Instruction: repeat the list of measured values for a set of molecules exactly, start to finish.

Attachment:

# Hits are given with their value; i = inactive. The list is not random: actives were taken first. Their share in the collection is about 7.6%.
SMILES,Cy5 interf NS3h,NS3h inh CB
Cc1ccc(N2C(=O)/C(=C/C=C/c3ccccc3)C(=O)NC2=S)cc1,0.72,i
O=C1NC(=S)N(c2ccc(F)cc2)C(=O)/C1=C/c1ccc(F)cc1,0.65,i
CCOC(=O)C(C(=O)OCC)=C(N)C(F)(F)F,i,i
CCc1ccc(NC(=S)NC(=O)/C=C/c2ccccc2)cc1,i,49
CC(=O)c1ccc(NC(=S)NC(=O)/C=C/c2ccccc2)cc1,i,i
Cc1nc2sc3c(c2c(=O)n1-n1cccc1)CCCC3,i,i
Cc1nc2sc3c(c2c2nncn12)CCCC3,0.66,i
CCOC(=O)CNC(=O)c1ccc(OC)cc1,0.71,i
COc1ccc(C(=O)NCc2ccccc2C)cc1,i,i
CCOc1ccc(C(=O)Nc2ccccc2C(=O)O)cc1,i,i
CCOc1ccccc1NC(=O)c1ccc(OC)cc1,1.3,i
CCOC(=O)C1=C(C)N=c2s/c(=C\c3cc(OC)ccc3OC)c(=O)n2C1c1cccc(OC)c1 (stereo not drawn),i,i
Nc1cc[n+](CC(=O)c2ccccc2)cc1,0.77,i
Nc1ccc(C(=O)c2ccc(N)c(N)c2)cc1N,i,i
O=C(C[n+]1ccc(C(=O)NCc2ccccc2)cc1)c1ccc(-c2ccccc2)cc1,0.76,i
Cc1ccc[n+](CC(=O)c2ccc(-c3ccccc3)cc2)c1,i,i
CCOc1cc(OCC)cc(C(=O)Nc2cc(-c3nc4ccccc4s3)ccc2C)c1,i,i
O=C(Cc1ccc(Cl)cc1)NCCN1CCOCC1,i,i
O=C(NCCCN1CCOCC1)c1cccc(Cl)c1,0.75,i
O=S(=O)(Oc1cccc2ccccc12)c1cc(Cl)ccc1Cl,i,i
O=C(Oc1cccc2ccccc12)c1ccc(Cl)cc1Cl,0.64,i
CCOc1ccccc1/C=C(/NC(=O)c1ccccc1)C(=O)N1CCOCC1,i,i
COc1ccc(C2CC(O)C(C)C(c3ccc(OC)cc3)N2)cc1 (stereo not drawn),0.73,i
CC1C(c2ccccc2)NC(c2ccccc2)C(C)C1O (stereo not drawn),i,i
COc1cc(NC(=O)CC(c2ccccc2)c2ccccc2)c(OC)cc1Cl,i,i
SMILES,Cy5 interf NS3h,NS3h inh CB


# Hits are given with their value; i = inactive. The list is not random: actives were taken first. Their share in the collection is about 7.6%.
SMILES,Cy5 interf NS3h,NS3h inh CB
Cc1ccc(N2C(=O)/C(=C/C=C/c3ccccc3)C(=O)NC2=S)cc1,0.72,i
O=C1NC(=S)N(c2ccc(F)cc2)C(=O)/C1=C/c1ccc(F)cc1,0.65,i
CCOC(=O)C(C(=O)OCC)=C(N)C(F)(F)F,i,i
CCc1ccc(NC(=S)NC(=O)/C=C/c2ccccc2)cc1,i,49
CC(=O)c1ccc(NC(=S)NC(=O)/C=C/c2ccccc2)cc1,i,i
Cc1nc2sc3c(c2c(=O)n1-n1cccc1)CCCC3,i,i
Cc1nc2sc3c(c2c2nncn12)CCCC3,0.66,i
CCOC(=O)CNC(=O)c1ccc(OC)cc1,0.71,i
COc1ccc(C(=O)NCc2ccccc2C)cc1,i,i
CCOc1ccc(C(=O)Nc2ccccc2C(=O)O)cc1,i,i
CCOc1ccccc1NC(=O)c1ccc(OC)cc1,1.3,i
CCOC(=O)C1=C(C)N=c2s/c(=C\c3cc(OC)ccc3OC)c(=O)n2C1c1cccc(OC)c1 (stereo not drawn),i,i
Nc1cc[n+](CC(=O)c2ccccc2)cc1,0.77,i
Nc1ccc(C(=O)c2ccc(N)c(N)c2)cc1N,i,i
O=C(C[n+]1ccc(C(=O)NCc2ccccc2)cc1)c1ccc(-c2ccccc2)cc1,0.76,i
Cc1ccc[n+](CC(=O)c2ccc(-c3ccccc3)cc2)c1,i,i
CCOc1cc(OCC)cc(C(=O)Nc2cc(-c3nc4ccccc4s3)ccc2C)c1,i,i
O=C(Cc1ccc(Cl)cc1)NCCN1CCOCC1,i,i
O=C(NCCCN1CCOCC1)c1cccc(Cl)c1,0.75,i
O=S(=O)(Oc1cccc2ccccc12)c1cc(Cl)ccc1Cl,i,i
O=C(Oc1cccc2ccccc12)c1ccc(Cl)cc1Cl,0.64,i
CCOc1ccccc1/C=C(/NC(=O)c1ccccc1)C(=O)N1CCOCC1,i,i
COc1ccc(C2CC(O)C(C)C(c3ccc(OC)cc3)N2)cc1 (stereo not drawn),0.73,i
CC1C(c2ccccc2)NC(c2ccccc2)C(C)C1O (stereo not drawn),i,i
COc1cc(NC(=O)CC(c2ccccc2)c2ccccc2)c(OC)cc1Cl,i,i
SMILES,Cy5 interf NS3h,NS3h inh CB